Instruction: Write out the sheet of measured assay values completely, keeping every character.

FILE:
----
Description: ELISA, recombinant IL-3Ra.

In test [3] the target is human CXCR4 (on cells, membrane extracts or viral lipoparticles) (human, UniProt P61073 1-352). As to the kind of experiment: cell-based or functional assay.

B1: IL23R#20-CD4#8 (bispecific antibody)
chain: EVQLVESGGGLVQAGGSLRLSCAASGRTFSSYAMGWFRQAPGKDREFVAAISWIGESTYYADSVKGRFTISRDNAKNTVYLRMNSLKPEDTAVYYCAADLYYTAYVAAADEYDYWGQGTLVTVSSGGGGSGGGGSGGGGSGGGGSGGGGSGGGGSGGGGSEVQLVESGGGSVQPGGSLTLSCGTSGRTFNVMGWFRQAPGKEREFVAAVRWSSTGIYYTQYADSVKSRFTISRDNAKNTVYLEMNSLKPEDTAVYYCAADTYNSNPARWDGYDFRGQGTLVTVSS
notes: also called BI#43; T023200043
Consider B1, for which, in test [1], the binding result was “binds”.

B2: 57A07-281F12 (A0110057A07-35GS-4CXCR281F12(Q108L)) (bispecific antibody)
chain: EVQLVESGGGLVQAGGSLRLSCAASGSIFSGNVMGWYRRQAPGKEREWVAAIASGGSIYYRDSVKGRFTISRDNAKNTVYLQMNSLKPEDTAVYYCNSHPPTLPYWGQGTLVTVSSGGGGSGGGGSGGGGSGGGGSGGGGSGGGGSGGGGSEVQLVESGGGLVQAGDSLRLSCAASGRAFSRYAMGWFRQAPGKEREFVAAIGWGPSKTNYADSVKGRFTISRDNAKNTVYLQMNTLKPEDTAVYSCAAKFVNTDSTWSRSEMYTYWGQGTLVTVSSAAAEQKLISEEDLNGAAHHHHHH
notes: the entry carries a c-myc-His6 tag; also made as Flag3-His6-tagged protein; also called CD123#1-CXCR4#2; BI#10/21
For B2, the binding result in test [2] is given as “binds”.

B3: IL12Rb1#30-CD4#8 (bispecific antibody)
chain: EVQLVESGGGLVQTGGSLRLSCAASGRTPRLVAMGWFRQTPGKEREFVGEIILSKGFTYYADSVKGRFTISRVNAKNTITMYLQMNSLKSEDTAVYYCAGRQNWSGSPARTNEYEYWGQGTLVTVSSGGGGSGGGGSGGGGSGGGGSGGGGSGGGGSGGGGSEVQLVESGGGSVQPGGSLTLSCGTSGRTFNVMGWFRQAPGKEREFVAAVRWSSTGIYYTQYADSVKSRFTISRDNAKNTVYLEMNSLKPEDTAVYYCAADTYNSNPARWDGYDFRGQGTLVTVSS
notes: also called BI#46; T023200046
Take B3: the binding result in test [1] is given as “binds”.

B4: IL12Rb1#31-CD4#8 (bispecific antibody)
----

Description: ELISA, recombinant IL-3Ra.

In test [3] the target is human CXCR4 (on cells, membrane extracts or viral lipoparticles) (human, UniProt P61073 1-352). As to the kind of experiment: cell-based or functional assay.

B1: IL23R#20-CD4#8 (bispecific antibody)
chain: EVQLVESGGGLVQAGGSLRLSCAASGRTFSSYAMGWFRQAPGKDREFVAAISWIGESTYYADSVKGRFTISRDNAKNTVYLRMNSLKPEDTAVYYCAADLYYTAYVAAADEYDYWGQGTLVTVSSGGGGSGGGGSGGGGSGGGGSGGGGSGGGGSGGGGSEVQLVESGGGSVQPGGSLTLSCGTSGRTFNVMGWFRQAPGKEREFVAAVRWSSTGIYYTQYADSVKSRFTISRDNAKNTVYLEMNSLKPEDTAVYYCAADTYNSNPARWDGYDFRGQGTLVTVSS
notes: also called BI#43; T023200043
Consider B1, for which, in test [1], the binding result was “binds”.

B2: 57A07-281F12 (A0110057A07-35GS-4CXCR281F12(Q108L)) (bispecific antibody)
chain: EVQLVESGGGLVQAGGSLRLSCAASGSIFSGNVMGWYRRQAPGKEREWVAAIASGGSIYYRDSVKGRFTISRDNAKNTVYLQMNSLKPEDTAVYYCNSHPPTLPYWGQGTLVTVSSGGGGSGGGGSGGGGSGGGGSGGGGSGGGGSGGGGSEVQLVESGGGLVQAGDSLRLSCAASGRAFSRYAMGWFRQAPGKEREFVAAIGWGPSKTNYADSVKGRFTISRDNAKNTVYLQMNTLKPEDTAVYSCAAKFVNTDSTWSRSEMYTYWGQGTLVTVSSAAAEQKLISEEDLNGAAHHHHHH
notes: the entry carries a c-myc-His6 tag; also made as Flag3-His6-tagged protein; also called CD123#1-CXCR4#2; BI#10/21
For B2, the binding result in test [2] is given as “binds”.

B3: IL12Rb1#30-CD4#8 (bispecific antibody)
chain: EVQLVESGGGLVQTGGSLRLSCAASGRTPRLVAMGWFRQTPGKEREFVGEIILSKGFTYYADSVKGRFTISRVNAKNTITMYLQMNSLKSEDTAVYYCAGRQNWSGSPARTNEYEYWGQGTLVTVSSGGGGSGGGGSGGGGSGGGGSGGGGSGGGGSGGGGSEVQLVESGGGSVQPGGSLTLSCGTSGRTFNVMGWFRQAPGKEREFVAAVRWSSTGIYYTQYADSVKSRFTISRDNAKNTVYLEMNSLKPEDTAVYYCAADTYNSNPARWDGYDFRGQGTLVTVSS
notes: also called BI#46; T023200046
Take B3: the binding result in test [1] is given as “binds”.

B4: IL12Rb1#31-CD4#8 (bispecific antibody)